THE KEY TO CLEMENCY
By Rabbi Moshe Peretz Gilden
We are now in the midst of the most awesome and anxious time of the year,
the days between Rosh Hashana and Yom Kippur, when our divine judgment hangs
in the balance. As adroitly stated in the High Holiday liturgy, G-d
determines who is to live and who is not, who is to prosper and who will be
impoverished. It is a period when we reflect upon and contemplate our
deeds, recharting paths taken in error and bolstering our strengths. We are
in the midst of the Ten Days of Repentance.
The Talmud (Tractate Shabbos 133b) expounds on the verse in The Song at the
Sea, "This is my G-d and I will glorify Him" (Shemos/Exodus 15:2) that
glorification refers to emulating the "character traits" of G-d: just as G-d
is compassionate and merciful so, too, should you be compassionate and
merciful. In turn, G-d treats us in a fashion commensurate with our
treatment of our fellow human beings. If we are forgiving then G-d
overlooks our blunders. If we judge people favorably then G-d gives us a
second chance. This concept is emphasized in another Talmudic selection in
Tractate Shabbos (127b). The Talmud states that one who gives his friend
the benefit of the doubt is given the benefit of the doubt when he is judged
by G-d. This is perplexing! The all knowing G-d cannot have any doubts, so
how can he give us "the benefit of the doubt"?
Rabbi Yissocher Frand, of the Ner Israel Rabbinical College in Baltimore, in
a lecture about the mitzvah of judging our fellow Jew favorably and giving
the benefit of the doubt, explains this as an issue of "partial credit".
When a student takes a written exam, a teacher who is an easy grader looks
to see if there are parts of a wrong answer which are correct and gives
partial credit on that basis; a strict grader gives no credit if the answer
is not completely correct. This is how G-d's "benefit of the doubt" is
manifest. When we perform the mitzvos, there are many mitzvos that we do
not fulfill as completely as we wish. We may rush through our prayers, not
giving them our full concentration and contemplation. Are all of our acts of
kindness for wholly selfless reasons? G-d is grading our performance over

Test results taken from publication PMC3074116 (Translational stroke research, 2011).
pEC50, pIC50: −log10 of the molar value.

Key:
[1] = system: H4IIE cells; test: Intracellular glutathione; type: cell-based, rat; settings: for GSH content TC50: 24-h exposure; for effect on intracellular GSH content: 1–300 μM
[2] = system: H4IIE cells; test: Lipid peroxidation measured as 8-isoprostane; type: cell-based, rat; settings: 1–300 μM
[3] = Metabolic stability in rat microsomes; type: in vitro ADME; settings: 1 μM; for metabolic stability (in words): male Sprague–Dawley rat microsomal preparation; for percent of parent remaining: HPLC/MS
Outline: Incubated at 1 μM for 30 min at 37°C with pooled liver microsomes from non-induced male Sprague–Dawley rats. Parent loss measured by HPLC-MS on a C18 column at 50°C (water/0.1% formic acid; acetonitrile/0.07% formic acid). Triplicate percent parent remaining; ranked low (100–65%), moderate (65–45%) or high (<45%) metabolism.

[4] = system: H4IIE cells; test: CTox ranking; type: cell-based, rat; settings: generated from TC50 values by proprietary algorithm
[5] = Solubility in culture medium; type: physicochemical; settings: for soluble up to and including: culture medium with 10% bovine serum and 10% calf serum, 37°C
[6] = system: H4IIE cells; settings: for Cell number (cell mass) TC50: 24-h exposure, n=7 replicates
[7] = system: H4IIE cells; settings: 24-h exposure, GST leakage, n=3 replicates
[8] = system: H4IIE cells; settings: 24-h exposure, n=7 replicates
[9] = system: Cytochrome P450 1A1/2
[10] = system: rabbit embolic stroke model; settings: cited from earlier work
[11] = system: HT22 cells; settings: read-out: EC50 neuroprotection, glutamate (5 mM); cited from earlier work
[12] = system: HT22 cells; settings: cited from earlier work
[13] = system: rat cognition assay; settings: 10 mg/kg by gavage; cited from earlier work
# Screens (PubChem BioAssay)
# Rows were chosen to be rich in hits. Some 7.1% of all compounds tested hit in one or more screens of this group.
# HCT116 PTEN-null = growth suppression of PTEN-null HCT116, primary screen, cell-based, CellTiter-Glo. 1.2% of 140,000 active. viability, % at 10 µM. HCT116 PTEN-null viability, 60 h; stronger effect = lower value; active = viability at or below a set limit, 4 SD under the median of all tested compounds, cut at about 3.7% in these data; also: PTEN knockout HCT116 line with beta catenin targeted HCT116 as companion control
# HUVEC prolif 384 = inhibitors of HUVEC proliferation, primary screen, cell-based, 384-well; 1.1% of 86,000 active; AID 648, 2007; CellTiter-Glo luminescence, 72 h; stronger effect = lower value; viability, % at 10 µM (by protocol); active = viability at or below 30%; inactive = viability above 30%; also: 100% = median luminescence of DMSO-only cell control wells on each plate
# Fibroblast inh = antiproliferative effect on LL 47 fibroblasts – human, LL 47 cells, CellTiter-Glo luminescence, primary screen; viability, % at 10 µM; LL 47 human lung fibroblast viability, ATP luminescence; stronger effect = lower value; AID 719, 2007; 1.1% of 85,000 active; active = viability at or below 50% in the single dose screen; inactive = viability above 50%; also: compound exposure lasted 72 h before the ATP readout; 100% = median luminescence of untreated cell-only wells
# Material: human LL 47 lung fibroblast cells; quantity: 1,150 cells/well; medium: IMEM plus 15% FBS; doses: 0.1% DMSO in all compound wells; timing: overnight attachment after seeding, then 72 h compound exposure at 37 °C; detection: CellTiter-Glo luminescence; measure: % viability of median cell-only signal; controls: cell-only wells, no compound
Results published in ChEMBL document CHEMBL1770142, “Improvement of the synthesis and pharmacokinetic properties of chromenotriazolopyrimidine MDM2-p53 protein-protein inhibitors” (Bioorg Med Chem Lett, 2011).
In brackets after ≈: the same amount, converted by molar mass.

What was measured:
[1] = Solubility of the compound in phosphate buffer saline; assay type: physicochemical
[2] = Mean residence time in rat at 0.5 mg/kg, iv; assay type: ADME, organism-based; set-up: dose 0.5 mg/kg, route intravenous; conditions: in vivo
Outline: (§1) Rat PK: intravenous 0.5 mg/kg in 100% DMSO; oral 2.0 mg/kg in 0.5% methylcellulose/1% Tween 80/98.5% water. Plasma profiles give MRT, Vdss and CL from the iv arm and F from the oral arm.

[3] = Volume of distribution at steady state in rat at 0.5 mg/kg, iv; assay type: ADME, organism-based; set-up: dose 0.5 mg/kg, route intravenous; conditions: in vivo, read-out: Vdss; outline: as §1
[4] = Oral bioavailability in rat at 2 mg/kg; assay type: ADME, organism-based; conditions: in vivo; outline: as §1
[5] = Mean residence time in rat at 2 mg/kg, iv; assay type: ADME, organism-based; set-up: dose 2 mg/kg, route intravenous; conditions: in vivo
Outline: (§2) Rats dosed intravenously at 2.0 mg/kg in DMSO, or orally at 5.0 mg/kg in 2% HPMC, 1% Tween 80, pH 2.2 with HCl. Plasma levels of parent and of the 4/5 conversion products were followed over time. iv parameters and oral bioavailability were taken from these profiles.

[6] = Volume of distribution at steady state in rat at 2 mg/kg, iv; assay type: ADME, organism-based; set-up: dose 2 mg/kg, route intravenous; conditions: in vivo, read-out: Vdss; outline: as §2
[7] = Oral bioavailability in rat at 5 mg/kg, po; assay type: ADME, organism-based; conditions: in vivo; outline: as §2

the past year...we can dictate how we are "marked". If we are generous in
our treatment and judgment of others, G-d will give us partial credit; if we
are strict in our judgment of others, we may be shocked to find out that
many of our mitzvos are graded as "no credit".
And there are times that the impact of the generosity of spirit is felt
immediately. During the 1967 Six Day War, much of Jerusalem served as a
battleground. An air-raid siren went off in the Bais Yisrael neighborhood
and the students of the Mir Yeshiva, which was located a short two blocks
from the green line with Jordan, scuttled down to the basement bomb shelter
along with many other residents of the neighborhood. The Mir Yeshiva was the
only Talmudical academy of pre-World War II Europe to survive intact,
traveling from Lithuania to Japan, continuing after the War across the
Pacific Ocean to the United States, across the United States to New York,
and eventually across the Atlantic to Jerusalem. Now, the Yeshiva was once
again threatened. The atmosphere was intense. The low murmur of prayer
provided the background for occasional cries of panicked inhabitants and
muffled explosions of nearby artillery. Amidst the chaos, a woman, abandoned
by her husband twenty years earlier without the benefit of receiving her
divorce, stood up, looked heavenward and proclaimed, "Dear G-d, I
wholeheartedly forgive my husband; please forgive your nation!"
At that moment, shock waves permeated the building. Screams were heard as
people were thrown about. The building took a direct hit from a large
mortar shell...but it did not detonate. It left a gaping hole in the wall
of the edifice, but the structure remained solid. Rabbi Chaim Shmulevitz,
Dean of the Seminary, who led them from the ashes of Europe to the glory of
Jerusalem, declared, "This institution was not saved in the merit of our
countless hours of Torah study; it was not saved in the merit of our sincere
prayers. We were saved because of the strength of character of this elderly
woman, who after 20 years of anguish and grief found the fortitude for her
selfless act of forgiveness." According to Rabbi Shmulevitz, a man who had
a keen understanding of the inherent value of every mitzvah, she was the
heroine who saved their lives.
As we approach Yom Kippur we contemplate our past year and seek divine
clemency. We have the power to write our own pardon. What have our friends
and colleagues done to us? How were we wronged by our relatives? We must
find the strength to forgive, to forget, to look away. It is our belief
that G-d will, in kind, give us a new chance and bless us with a year of
happiness, success and peace.
Have good Shabbos, and let us all be sealed for a year rich with G-d's
blessings of life, sustenance and peace.
G'mar Chasima Tova.
Copyright © 2001 by Rabbi Pinchas Avruch and Project Genesis, Inc.
Kol HaKollel is a publication of the Milwaukee Kollel Center for Jewish
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